We did our best to plan for the advent of the ‘digital festival’, but it took us by surprise in any case. The digital revolution hit us when people started live-tweeting words and pictures (and videos) from events. Suddenly, people were tracking the festival’s discussions from the other side of the world. Meanwhile, official live-streaming by media partners including The Guardian and the BBC have secured some pretty healthy viewing figures: our Game of Thrones event with George RR Martin two years ago was the most-watched broadcast on BBC Arts for that year, as far as I know. Meanwhile, we are still experimenting with the best format for YouTube and podcast content: there are many options and we are searching for the formats that are most satisfying.

 4. Tell us about the Trading Stories programme. Why was it introduced last year?

Trading Stories was a special programme of discussions for 2015 featuring writers in translation. Having spent much of 2014 in Scotland engaged in a discussion about the future of our own country, I wanted the following year to be the most internationally-engaged, outward-looking festival we’d ever produced – and especially because the migration crisis was growing in scale as we built the programme. There will be plenty of legacies from the Trading Stories project for our festival, but each year we’ll do something different, and the 2016 festival has different special projects. 

 5. The Edinburgh International Book Festival is part of The Word Alliance, a cooperative that includes eight of the world’s leading literature festivals. How does being part of this alliance make a difference to the festivals involved?

The Word Alliance is an initiative I set up together with friends from Berlin and Toronto in 2010. It includes top festivals from around the globe – in Berlin, Beijing, Edinburgh, Melbourne, Jaipur, Toronto, St Malo and New York. Every year we meet and talk to each other about ideas and about emerging writers who are making a splash in our own countries. The Word Alliance isn’t directly funded or bureaucratic in any way – it’s just a light-on-its-feet network of like-minded festival directors – but over recent years it has unlocked significant sums of money from cultural organisations who work with us to help authors travel internationally. The St Malo festival had a focus on Chinese writers, for example, and worked with Beijing on selecting who to invite; meanwhile the Institut Francais funded Francophone authors to attend the Beijing Bookworm festival. I’ve lost count of the number of UK author visits we’ve taken to Jaipur, Berlin, St Malo, Melbourne, Toronto, New York and Beijing thanks to this network. At the same time our partnerships have allowed us to work with the British Council to stage special literary events in countries around the world such as Congo-Brazzaville, Siberia, Trinidad, Turkey, Guadalajara and Beijing.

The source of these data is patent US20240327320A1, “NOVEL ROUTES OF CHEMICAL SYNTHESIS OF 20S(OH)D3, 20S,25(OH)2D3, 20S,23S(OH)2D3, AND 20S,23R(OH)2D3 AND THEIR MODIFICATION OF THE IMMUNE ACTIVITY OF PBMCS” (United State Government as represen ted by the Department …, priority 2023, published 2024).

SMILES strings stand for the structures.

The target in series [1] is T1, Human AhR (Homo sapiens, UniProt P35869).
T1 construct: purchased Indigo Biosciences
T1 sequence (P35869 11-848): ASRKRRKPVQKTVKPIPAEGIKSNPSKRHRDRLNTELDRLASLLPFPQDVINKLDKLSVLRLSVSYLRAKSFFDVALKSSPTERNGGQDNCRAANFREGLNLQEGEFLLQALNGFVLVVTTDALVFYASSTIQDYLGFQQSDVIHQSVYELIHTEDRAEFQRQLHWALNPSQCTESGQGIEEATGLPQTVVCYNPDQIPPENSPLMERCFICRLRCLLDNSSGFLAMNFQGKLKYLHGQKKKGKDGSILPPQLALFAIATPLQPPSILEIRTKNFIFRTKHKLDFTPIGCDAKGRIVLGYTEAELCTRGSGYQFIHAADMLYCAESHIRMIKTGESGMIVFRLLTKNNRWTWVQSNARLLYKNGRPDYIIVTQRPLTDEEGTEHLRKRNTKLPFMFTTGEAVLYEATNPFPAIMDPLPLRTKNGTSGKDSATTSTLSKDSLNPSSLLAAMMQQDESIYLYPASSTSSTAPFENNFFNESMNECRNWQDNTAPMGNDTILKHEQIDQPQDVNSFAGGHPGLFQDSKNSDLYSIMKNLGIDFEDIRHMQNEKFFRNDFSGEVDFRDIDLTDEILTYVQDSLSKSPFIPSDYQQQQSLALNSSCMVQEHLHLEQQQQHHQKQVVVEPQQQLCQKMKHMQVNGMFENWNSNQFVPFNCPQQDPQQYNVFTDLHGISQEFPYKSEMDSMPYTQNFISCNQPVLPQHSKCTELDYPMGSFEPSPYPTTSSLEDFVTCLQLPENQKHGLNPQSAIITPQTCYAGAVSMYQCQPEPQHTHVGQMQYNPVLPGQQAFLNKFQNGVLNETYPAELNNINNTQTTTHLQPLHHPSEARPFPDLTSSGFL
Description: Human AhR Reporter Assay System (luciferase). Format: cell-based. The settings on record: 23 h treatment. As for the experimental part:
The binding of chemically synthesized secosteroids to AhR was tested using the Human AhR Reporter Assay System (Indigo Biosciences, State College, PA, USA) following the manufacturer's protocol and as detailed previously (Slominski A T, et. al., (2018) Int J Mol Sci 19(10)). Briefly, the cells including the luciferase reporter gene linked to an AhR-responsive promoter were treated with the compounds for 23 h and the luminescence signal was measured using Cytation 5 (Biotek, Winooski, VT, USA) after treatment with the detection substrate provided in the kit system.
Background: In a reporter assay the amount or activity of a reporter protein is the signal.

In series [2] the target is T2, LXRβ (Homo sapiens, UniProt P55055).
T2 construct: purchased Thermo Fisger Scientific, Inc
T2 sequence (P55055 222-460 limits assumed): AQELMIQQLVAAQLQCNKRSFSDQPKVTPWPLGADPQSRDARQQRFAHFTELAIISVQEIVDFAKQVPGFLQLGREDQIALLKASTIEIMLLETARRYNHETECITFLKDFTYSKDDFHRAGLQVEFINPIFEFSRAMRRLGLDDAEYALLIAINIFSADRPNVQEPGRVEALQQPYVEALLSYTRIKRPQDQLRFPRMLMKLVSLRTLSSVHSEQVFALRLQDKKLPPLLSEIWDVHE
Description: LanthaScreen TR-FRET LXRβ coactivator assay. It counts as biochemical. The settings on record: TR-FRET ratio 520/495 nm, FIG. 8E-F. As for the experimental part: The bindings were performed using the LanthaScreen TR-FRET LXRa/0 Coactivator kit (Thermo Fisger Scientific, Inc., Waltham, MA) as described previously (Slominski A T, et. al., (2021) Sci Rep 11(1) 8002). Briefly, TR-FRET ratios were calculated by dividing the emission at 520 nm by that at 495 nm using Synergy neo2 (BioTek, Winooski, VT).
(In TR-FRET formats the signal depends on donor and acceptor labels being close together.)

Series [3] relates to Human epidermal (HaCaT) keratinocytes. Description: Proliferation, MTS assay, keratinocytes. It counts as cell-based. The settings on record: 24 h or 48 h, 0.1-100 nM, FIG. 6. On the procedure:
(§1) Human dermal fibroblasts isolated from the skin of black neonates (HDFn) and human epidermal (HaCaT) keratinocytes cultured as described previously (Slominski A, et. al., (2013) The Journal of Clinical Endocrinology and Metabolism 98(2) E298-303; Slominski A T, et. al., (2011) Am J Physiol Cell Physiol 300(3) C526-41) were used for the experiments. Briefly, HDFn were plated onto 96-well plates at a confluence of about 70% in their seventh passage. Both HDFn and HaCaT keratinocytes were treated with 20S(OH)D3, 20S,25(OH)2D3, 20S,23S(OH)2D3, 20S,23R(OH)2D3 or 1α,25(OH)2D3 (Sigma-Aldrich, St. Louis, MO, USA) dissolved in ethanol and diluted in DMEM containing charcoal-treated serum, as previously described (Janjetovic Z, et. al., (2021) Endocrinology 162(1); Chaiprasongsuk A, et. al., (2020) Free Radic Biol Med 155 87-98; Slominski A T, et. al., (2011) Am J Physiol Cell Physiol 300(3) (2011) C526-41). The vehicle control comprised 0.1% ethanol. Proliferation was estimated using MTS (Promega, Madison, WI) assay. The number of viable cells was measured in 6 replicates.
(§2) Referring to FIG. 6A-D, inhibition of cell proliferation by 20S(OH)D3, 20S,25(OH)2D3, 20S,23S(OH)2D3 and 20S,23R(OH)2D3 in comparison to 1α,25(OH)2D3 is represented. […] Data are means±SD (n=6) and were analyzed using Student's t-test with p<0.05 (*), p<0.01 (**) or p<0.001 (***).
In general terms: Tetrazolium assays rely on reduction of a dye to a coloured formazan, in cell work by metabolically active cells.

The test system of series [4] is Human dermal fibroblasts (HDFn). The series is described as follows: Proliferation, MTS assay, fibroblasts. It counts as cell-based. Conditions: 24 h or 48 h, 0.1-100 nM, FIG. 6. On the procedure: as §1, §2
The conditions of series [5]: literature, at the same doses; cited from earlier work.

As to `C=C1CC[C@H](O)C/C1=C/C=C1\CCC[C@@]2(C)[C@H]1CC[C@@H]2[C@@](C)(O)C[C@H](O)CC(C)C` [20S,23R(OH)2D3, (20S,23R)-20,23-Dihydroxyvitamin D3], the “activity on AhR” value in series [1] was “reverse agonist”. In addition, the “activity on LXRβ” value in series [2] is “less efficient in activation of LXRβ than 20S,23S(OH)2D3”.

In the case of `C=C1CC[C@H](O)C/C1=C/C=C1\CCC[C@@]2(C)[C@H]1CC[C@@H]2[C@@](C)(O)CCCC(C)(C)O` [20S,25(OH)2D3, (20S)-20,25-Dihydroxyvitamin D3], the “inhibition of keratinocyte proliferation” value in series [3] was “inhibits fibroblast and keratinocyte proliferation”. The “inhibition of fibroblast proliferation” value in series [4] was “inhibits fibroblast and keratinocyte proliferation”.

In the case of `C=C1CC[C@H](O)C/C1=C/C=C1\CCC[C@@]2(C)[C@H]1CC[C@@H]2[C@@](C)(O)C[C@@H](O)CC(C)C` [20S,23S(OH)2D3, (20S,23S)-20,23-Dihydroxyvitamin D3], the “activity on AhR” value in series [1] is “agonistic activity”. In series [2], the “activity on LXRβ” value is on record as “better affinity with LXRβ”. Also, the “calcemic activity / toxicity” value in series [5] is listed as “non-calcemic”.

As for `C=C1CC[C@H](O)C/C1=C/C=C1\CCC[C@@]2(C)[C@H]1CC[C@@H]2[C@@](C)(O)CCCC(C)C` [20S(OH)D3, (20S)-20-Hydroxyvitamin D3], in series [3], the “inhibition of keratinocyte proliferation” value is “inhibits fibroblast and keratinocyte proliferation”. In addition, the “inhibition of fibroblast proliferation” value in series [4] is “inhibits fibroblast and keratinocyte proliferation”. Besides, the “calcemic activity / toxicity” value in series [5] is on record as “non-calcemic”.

One example of how this international networking can pay dividends: over the past two years we’ve been working with Mexican partners to bring the best writers to Edinburgh, whether or not they’re already translated and published in the UK. The result is that this year we’re launching a book of new Mexican writing (published by MacLehose Editions and edited by Bill Swainson) that includes a number of authors who’ve never been published in this country before. I’m really proud of Christopher MacLehose for responding so directly to our initiative to bring Mexican writers to the UK, because he was inspired by the conversations he witnessed at the Edinburgh International Book Festival last August.